Why am I troubled by Chairman of the Joint Chiefs Admiral Mike Mullen at his Senate confirmation hearing Tuesday? Not because he got only one question on "don't ask, don't tell" and to that one, from Senator Mark Udall (D-Colo.), he eagerly gave the standard quick response: I'll provide that to you in writing. No, what troubles me are the written responses he gave the Senate Armed Services Committee to their questions on gays in the military. They were released at Admiral Mullen's confirmation hearing after spending weeks on his desk. In a dense fog of words, the Chairman's noncommittal responses signify, well, nothing.
OK, not quite nothing. They did indicate a desire to kick this old can down the road yet again. Was it Napoleon who said if you want to bury something, appoint a commission to study it? No matter, that seems to be what the Pentagon wants to do here. Brush it under the table, kick it down the road, study it a little bit more. Someone over there seems to think that out of sight, out of mind applies to gays in the military. It doesn't.
No matter how much the admiral deflects or obfuscates, this is an issue that is not going away.
Admiral Mullen spoke of the sacrifices made by the 2.2 million families of our service members. He spoke of the 35,000 wounded, the 5,100 American dead -- not to mention our allies' casualties, which he didn't, and the countless thousands of nameless Iraqis and Afghanistans brought down by war. Does he suppose none of these men and women who sacrificed a limb or a life were gay? What about the 13,500 service members already forcibly discharged under "don't ask, don't tell"? Didn't they -- and their families -- sacrifice something, too? Are they not part of the "wounds of war" the admiral spoke of? Of course they are, but you'd never know it from his responses. Those responses are neither helpful nor clear; instead they are wobbly, but delivered with impeccable presence, like the admiral himself, the very model of a model Navy admiral, straight and true.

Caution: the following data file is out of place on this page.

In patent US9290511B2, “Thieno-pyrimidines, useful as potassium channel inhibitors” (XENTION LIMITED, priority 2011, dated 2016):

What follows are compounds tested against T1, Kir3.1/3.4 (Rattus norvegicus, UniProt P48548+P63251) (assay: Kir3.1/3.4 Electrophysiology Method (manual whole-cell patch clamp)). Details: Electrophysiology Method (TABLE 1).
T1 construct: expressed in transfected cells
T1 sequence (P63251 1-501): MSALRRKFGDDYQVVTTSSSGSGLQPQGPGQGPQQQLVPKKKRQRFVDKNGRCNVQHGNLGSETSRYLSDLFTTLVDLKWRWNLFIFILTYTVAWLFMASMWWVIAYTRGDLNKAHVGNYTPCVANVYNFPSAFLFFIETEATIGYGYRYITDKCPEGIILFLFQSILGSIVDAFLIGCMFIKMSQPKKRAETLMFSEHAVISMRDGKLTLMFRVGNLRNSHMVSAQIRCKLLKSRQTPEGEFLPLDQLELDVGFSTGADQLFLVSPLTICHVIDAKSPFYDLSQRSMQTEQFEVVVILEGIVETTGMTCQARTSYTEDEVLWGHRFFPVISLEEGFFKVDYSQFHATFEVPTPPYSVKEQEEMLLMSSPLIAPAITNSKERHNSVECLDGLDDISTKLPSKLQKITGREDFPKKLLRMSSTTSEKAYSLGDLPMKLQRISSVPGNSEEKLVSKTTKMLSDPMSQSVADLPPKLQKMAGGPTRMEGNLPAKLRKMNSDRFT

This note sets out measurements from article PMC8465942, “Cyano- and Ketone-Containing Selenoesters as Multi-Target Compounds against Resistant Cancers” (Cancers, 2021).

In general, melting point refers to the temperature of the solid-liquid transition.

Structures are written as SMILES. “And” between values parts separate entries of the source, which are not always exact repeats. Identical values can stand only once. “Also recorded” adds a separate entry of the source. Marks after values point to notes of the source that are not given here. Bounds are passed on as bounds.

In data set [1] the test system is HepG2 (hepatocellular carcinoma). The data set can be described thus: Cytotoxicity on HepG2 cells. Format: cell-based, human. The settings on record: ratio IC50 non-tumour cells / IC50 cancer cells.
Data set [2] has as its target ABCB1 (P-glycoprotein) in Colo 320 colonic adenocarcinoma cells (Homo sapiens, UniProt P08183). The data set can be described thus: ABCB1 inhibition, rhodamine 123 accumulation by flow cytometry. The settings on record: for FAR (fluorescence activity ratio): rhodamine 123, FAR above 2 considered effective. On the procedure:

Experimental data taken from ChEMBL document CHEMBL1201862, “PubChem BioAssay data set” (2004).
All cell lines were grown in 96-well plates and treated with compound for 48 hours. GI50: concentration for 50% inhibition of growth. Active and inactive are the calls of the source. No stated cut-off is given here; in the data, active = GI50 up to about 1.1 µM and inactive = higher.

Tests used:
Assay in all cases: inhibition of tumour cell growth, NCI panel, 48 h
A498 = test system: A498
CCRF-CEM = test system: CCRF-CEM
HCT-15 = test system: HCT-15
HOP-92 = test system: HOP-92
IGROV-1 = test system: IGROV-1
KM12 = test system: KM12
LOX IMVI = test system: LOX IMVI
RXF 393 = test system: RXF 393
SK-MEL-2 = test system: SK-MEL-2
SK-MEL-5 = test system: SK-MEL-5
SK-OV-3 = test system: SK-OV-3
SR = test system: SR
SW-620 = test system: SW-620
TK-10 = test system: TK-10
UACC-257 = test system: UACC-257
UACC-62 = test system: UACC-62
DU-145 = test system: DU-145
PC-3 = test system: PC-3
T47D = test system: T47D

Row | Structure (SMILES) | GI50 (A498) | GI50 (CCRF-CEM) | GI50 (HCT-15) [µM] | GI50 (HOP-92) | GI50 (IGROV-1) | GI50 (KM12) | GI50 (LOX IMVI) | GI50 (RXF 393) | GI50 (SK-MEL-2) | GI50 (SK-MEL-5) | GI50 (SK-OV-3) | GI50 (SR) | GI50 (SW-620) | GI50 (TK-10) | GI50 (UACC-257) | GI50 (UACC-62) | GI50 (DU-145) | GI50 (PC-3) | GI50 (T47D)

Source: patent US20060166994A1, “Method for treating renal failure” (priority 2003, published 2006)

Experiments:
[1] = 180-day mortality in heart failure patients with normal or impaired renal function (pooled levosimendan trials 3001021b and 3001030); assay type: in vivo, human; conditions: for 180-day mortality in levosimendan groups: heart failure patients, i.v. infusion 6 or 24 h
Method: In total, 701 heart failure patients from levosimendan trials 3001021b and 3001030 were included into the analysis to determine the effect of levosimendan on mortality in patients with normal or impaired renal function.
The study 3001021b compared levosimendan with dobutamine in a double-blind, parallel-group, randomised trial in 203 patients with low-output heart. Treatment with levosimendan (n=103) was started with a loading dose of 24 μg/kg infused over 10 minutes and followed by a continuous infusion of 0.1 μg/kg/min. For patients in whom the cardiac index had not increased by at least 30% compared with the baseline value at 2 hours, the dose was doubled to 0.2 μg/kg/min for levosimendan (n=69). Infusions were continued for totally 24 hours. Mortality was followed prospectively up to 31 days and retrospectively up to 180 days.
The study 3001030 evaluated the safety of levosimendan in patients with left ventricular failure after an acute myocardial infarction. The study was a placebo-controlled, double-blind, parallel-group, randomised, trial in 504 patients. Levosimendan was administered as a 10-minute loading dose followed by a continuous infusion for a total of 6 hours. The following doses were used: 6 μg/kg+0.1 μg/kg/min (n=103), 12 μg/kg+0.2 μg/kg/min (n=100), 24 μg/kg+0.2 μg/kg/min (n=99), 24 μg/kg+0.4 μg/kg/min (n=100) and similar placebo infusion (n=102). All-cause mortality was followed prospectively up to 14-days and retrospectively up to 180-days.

I am among those who believe it is a smart and sound strategy for the White House to work closely with Defense Secretary Gates and Admiral Mullen on repeal, to persuade them that the president's vision for open service is in the best interests of our military and our country. (We already know our strong allies in Congress support this approach.) I believe the White House is continuing to work this. But we need to see more evidence that this is in fact taking place, and we need to see clear signs of progress soon.
It was clear at his confirmation hearing that Admiral Mullen enjoys the enormous support and political good will of the entire Senate Armed Services Committee -- and yet he didn't use one chit to help advance his Commander in Chief's objective of open service. Why not?
If Admiral Mullen and Secretary Gates are asked towards the end of the year, when the drafting of the next Defense Department budget bill begins in earnest, whether they are prepared to sign off on repeal language, what will their answers be? The written responses that Chairman Mullen dropped on the committee this week clearly show that he is not there yet. How long can we and the White House wait for him and Secretary Gates to get with President Obama's program? Will they be there in the next 30 to 45 days, when another Senate hearing could be taking place? We need to know whose team Admiral Mullen and Secretary Gates are playing on. Is it President Obama's White House team, or is it some other team that's playing against their Commander in Chief?
We need an answer to that, and well before that Senate DADT hearing takes place.